Personal Injury Protection (PIP)

PIP is a type of car insurance coverage that helps pay for medical expenses, regardless of who is at fault. PIP typically covers medical bills, lost wages, and other out-of-pocket expenses. 

PIP coverage is mandatory in 12 states. In other states, it’s optional. It’s important to check your state's specific laws and regulations to determine whether you already have PIP coverage.

If your state doesn’t require PIP, you can still add it to your insurance policy. Many insurance companies offer PIP as an optional coverage. Before pursuing a PIP claim, make sure you speak to an attorney to understand your rights and what type of compensation you’re entitled to.

Your health insurance

If you have health insurance, you can use it to pay for doctor’s visits after a car accident. However, it’s important to understand your policy and coverage. Some insurance plans may require a co-pay for doctor’s visits. This is a fixed fee that you would pay out-of-pocket, even if your health insurance covers most of the cost.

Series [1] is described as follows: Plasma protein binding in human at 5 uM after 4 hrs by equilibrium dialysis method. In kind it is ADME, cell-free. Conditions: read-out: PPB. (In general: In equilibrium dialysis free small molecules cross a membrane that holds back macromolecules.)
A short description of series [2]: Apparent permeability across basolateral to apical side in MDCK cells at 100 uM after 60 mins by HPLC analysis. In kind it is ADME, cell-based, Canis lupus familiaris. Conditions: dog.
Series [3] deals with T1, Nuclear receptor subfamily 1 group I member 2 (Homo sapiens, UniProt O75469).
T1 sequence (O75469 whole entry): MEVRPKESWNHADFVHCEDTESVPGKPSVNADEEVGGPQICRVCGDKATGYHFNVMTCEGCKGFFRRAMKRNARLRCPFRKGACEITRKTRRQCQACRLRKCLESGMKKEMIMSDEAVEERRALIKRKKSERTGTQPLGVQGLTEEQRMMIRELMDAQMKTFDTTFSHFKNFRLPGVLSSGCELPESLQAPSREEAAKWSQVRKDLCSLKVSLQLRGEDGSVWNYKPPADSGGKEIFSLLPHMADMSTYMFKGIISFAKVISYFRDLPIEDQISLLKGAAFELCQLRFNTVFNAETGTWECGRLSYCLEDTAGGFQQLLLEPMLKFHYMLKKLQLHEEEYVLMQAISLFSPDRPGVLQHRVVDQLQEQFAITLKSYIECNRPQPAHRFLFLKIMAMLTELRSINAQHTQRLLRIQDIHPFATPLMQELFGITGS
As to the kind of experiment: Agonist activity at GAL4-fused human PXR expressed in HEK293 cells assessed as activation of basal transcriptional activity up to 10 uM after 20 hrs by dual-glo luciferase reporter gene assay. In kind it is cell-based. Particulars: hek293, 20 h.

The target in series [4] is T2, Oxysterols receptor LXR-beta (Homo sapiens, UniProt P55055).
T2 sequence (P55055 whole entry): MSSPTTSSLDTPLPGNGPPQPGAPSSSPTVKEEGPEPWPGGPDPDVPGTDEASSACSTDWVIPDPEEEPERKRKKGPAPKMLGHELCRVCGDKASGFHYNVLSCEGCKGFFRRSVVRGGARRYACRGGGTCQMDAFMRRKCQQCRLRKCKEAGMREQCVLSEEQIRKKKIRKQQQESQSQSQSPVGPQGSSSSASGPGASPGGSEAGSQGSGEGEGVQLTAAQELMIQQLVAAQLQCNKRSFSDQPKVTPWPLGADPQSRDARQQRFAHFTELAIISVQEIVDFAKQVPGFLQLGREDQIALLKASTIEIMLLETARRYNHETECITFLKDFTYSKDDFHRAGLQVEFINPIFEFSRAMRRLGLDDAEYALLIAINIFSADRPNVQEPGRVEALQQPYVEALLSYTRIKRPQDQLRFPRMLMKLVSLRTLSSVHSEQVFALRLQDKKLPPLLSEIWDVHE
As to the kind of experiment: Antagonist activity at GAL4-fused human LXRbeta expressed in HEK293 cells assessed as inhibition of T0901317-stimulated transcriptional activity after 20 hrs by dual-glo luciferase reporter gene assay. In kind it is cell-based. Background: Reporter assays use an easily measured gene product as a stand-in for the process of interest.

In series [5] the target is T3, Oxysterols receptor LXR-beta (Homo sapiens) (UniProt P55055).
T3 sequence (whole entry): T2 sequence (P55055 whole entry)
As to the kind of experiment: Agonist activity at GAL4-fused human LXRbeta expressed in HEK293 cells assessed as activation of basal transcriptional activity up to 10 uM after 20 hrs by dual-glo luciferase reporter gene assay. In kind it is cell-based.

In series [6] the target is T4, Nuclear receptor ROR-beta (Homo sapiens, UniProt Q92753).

To find out how much of the cost your insurance provider will cover, review the terms and conditions, as well as the deductible. This is the amount of money you must pay out of pocket before your insurance provider starts covering the costs of your doctor’s visits. 

Uninsured or underinsured motorist coverage (UM/UIM)

UM/UIM coverage is a type of car insurance that provides financial protection if you’re injured in a crash with an uninsured or underinsured driver. It also applies to hit-and-runs where the at-fault driver can’t be identified. This coverage helps pay for your medical expenses, vehicle repairs, and lost wages.

Not sure if you have UM/UIM? Check the insurance policies in your state. Some states automatically include it in your car insurance policy unless you reject it in writing. If you live in a state where UM/UIM is optional, it’s highly recommended that you get it. It can prevent you from having to pay for your damages out of your own pocket. 

With UM/UIM, you would seek compensation from your own car insurance company. However, it’s important to consult with an attorney before pursuing a claim. An attorney can determine the true value of your claim and fight to ensure you receive full compensation. 

Medical Payments (MedPay)

MedPay is a type of car insurance coverage that pays for medical expenses accrued from a car accident. This type of coverage is optional and can be added to your existing car insurance policy. It will reimburse you for a doctor’s visit after a car accident, regardless of who’s at fault. 

MedPay typically has a limit on the amount it will cover. It’s important to review your policy and understand the terms and conditions. Depending on which state you’re in and which insurer you use, MedPay limits can range from $1,000 to $25,000.